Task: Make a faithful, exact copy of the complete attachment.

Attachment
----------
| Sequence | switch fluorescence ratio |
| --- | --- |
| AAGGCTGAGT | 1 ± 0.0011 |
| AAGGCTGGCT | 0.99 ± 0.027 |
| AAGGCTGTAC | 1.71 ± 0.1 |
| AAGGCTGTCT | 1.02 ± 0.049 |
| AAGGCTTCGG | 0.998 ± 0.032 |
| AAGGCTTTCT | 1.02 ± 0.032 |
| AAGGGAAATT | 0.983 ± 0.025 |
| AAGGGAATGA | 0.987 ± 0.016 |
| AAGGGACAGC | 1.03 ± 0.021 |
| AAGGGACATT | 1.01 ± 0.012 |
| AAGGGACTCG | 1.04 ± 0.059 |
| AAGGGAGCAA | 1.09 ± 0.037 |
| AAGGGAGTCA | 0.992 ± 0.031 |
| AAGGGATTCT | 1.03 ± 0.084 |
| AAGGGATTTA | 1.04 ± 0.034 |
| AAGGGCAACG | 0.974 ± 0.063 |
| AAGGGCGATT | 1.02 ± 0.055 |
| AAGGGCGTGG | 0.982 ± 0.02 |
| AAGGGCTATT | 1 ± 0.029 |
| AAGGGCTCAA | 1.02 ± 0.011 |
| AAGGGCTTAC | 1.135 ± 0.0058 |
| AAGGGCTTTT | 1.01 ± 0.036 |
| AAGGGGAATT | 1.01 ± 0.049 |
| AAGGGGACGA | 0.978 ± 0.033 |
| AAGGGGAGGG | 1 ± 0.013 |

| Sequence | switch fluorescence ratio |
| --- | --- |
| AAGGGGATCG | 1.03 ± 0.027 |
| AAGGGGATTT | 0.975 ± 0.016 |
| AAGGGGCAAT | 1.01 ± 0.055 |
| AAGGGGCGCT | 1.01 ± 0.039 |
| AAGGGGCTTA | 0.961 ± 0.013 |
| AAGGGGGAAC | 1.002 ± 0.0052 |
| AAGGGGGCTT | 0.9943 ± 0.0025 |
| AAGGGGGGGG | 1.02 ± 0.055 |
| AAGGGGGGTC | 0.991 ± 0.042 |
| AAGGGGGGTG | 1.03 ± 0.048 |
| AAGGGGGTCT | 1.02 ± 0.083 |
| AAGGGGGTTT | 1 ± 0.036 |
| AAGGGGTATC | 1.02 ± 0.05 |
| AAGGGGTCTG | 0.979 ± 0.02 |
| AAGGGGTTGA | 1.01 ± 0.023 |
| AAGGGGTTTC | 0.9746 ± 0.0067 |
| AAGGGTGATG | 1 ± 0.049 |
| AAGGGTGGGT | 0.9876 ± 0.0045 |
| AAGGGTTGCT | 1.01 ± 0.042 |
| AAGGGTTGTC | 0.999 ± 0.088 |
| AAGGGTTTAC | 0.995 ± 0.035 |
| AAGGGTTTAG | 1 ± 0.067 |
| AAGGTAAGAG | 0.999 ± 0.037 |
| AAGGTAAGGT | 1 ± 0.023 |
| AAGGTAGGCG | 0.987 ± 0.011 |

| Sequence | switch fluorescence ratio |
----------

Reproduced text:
| Sequence | switch fluorescence ratio |
| --- | --- |
| AAGGCTGAGT | 1 ± 0.0011 |
| AAGGCTGGCT | 0.99 ± 0.027 |
| AAGGCTGTAC | 1.71 ± 0.1 |
| AAGGCTGTCT | 1.02 ± 0.049 |
| AAGGCTTCGG | 0.998 ± 0.032 |
| AAGGCTTTCT | 1.02 ± 0.032 |
| AAGGGAAATT | 0.983 ± 0.025 |
| AAGGGAATGA | 0.987 ± 0.016 |
| AAGGGACAGC | 1.03 ± 0.021 |
| AAGGGACATT | 1.01 ± 0.012 |
| AAGGGACTCG | 1.04 ± 0.059 |
| AAGGGAGCAA | 1.09 ± 0.037 |
| AAGGGAGTCA | 0.992 ± 0.031 |
| AAGGGATTCT | 1.03 ± 0.084 |
| AAGGGATTTA | 1.04 ± 0.034 |
| AAGGGCAACG | 0.974 ± 0.063 |
| AAGGGCGATT | 1.02 ± 0.055 |
| AAGGGCGTGG | 0.982 ± 0.02 |
| AAGGGCTATT | 1 ± 0.029 |
| AAGGGCTCAA | 1.02 ± 0.011 |
| AAGGGCTTAC | 1.135 ± 0.0058 |
| AAGGGCTTTT | 1.01 ± 0.036 |
| AAGGGGAATT | 1.01 ± 0.049 |
| AAGGGGACGA | 0.978 ± 0.033 |
| AAGGGGAGGG | 1 ± 0.013 |

| Sequence | switch fluorescence ratio |
| --- | --- |
| AAGGGGATCG | 1.03 ± 0.027 |
| AAGGGGATTT | 0.975 ± 0.016 |
| AAGGGGCAAT | 1.01 ± 0.055 |
| AAGGGGCGCT | 1.01 ± 0.039 |
| AAGGGGCTTA | 0.961 ± 0.013 |
| AAGGGGGAAC | 1.002 ± 0.0052 |
| AAGGGGGCTT | 0.9943 ± 0.0025 |
| AAGGGGGGGG | 1.02 ± 0.055 |
| AAGGGGGGTC | 0.991 ± 0.042 |
| AAGGGGGGTG | 1.03 ± 0.048 |
| AAGGGGGTCT | 1.02 ± 0.083 |
| AAGGGGGTTT | 1 ± 0.036 |
| AAGGGGTATC | 1.02 ± 0.05 |
| AAGGGGTCTG | 0.979 ± 0.02 |
| AAGGGGTTGA | 1.01 ± 0.023 |
| AAGGGGTTTC | 0.9746 ± 0.0067 |
| AAGGGTGATG | 1 ± 0.049 |
| AAGGGTGGGT | 0.9876 ± 0.0045 |
| AAGGGTTGCT | 1.01 ± 0.042 |
| AAGGGTTGTC | 0.999 ± 0.088 |
| AAGGGTTTAC | 0.995 ± 0.035 |
| AAGGGTTTAG | 1 ± 0.067 |
| AAGGTAAGAG | 0.999 ± 0.037 |
| AAGGTAAGGT | 1 ± 0.023 |
| AAGGTAGGCG | 0.987 ± 0.011 |

| Sequence | switch fluorescence ratio |